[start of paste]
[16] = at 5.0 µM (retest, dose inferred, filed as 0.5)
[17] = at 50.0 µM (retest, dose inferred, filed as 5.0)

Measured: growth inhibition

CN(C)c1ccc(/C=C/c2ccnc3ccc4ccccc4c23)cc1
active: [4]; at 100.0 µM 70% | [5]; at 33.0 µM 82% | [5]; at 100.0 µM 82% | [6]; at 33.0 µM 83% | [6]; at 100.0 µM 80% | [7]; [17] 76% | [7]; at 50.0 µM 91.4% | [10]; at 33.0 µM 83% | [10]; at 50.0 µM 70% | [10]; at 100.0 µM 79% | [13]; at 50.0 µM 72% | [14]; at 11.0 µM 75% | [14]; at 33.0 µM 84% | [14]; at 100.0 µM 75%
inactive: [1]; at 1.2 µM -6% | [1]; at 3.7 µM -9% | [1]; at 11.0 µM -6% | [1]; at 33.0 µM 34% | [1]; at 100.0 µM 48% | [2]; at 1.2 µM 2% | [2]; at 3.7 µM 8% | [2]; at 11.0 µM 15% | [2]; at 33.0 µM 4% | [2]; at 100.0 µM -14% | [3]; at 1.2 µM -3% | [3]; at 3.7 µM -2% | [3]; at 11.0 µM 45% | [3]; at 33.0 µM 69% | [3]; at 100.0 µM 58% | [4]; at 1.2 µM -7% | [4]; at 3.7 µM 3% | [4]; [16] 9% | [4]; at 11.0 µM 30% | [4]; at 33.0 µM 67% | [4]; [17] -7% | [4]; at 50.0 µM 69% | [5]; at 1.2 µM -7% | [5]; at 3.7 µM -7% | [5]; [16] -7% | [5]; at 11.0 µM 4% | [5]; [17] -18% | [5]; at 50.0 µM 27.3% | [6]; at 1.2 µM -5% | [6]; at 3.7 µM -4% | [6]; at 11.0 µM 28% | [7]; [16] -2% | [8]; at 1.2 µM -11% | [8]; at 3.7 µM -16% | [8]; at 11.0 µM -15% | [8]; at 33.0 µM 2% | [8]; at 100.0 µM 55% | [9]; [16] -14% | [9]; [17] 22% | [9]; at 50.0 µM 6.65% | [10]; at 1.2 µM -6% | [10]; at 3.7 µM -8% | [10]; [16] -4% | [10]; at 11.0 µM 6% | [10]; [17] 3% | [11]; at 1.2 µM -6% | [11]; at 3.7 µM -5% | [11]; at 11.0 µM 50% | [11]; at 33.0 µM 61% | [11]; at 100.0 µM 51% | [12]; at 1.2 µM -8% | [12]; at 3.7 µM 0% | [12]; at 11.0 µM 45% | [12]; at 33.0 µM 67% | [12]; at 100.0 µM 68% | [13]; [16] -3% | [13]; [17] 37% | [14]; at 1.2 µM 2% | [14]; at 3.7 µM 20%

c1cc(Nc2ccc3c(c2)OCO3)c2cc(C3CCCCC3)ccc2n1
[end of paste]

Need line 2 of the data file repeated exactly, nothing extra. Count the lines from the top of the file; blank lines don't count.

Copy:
[17] = at 50.0 µM (retest, dose inferred, filed as 5.0)